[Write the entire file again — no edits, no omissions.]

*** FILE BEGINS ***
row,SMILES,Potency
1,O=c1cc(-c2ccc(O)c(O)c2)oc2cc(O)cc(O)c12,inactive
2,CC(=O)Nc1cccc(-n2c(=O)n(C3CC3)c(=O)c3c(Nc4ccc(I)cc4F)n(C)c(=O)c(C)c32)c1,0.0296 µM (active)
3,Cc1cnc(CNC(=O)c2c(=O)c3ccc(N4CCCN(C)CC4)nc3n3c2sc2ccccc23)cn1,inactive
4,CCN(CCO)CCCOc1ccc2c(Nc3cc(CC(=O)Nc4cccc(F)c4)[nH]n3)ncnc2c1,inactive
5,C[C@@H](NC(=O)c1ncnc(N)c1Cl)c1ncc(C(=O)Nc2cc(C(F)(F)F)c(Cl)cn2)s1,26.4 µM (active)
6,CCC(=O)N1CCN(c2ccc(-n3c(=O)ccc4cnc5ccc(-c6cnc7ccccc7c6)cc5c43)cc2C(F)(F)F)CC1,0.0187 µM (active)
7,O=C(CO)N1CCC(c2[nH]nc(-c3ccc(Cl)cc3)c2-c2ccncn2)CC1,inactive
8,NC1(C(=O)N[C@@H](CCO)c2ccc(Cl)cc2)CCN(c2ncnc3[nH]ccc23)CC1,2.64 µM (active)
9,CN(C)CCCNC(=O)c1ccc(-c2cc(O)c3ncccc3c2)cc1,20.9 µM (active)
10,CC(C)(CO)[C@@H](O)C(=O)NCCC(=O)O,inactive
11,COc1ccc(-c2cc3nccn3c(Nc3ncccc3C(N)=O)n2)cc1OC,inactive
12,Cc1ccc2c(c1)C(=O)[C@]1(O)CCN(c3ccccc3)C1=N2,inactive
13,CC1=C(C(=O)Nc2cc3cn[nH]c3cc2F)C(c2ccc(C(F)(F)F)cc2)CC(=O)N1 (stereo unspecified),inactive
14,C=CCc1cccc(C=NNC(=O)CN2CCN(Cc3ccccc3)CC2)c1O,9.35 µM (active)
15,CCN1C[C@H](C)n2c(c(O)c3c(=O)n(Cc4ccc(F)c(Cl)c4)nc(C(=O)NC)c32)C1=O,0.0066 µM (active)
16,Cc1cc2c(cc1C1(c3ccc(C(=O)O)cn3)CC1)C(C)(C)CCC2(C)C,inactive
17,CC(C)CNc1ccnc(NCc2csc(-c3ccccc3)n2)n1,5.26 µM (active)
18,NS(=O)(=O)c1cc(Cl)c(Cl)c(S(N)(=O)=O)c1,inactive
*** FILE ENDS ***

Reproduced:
row,SMILES,Potency
1,O=c1cc(-c2ccc(O)c(O)c2)oc2cc(O)cc(O)c12,inactive
2,CC(=O)Nc1cccc(-n2c(=O)n(C3CC3)c(=O)c3c(Nc4ccc(I)cc4F)n(C)c(=O)c(C)c32)c1,0.0296 µM (active)
3,Cc1cnc(CNC(=O)c2c(=O)c3ccc(N4CCCN(C)CC4)nc3n3c2sc2ccccc23)cn1,inactive
4,CCN(CCO)CCCOc1ccc2c(Nc3cc(CC(=O)Nc4cccc(F)c4)[nH]n3)ncnc2c1,inactive
5,C[C@@H](NC(=O)c1ncnc(N)c1Cl)c1ncc(C(=O)Nc2cc(C(F)(F)F)c(Cl)cn2)s1,26.4 µM (active)
6,CCC(=O)N1CCN(c2ccc(-n3c(=O)ccc4cnc5ccc(-c6cnc7ccccc7c6)cc5c43)cc2C(F)(F)F)CC1,0.0187 µM (active)
7,O=C(CO)N1CCC(c2[nH]nc(-c3ccc(Cl)cc3)c2-c2ccncn2)CC1,inactive
8,NC1(C(=O)N[C@@H](CCO)c2ccc(Cl)cc2)CCN(c2ncnc3[nH]ccc23)CC1,2.64 µM (active)
9,CN(C)CCCNC(=O)c1ccc(-c2cc(O)c3ncccc3c2)cc1,20.9 µM (active)
10,CC(C)(CO)[C@@H](O)C(=O)NCCC(=O)O,inactive
11,COc1ccc(-c2cc3nccn3c(Nc3ncccc3C(N)=O)n2)cc1OC,inactive
12,Cc1ccc2c(c1)C(=O)[C@]1(O)CCN(c3ccccc3)C1=N2,inactive
13,CC1=C(C(=O)Nc2cc3cn[nH]c3cc2F)C(c2ccc(C(F)(F)F)cc2)CC(=O)N1 (stereo unspecified),inactive
14,C=CCc1cccc(C=NNC(=O)CN2CCN(Cc3ccccc3)CC2)c1O,9.35 µM (active)
15,CCN1C[C@H](C)n2c(c(O)c3c(=O)n(Cc4ccc(F)c(Cl)c4)nc(C(=O)NC)c32)C1=O,0.0066 µM (active)
16,Cc1cc2c(cc1C1(c3ccc(C(=O)O)cn3)CC1)C(C)(C)CCC2(C)C,inactive
17,CC(C)CNc1ccnc(NCc2csc(-c3ccccc3)n2)n1,5.26 µM (active)
18,NS(=O)(=O)c1cc(Cl)c(Cl)c(S(N)(=O)=O)c1,inactive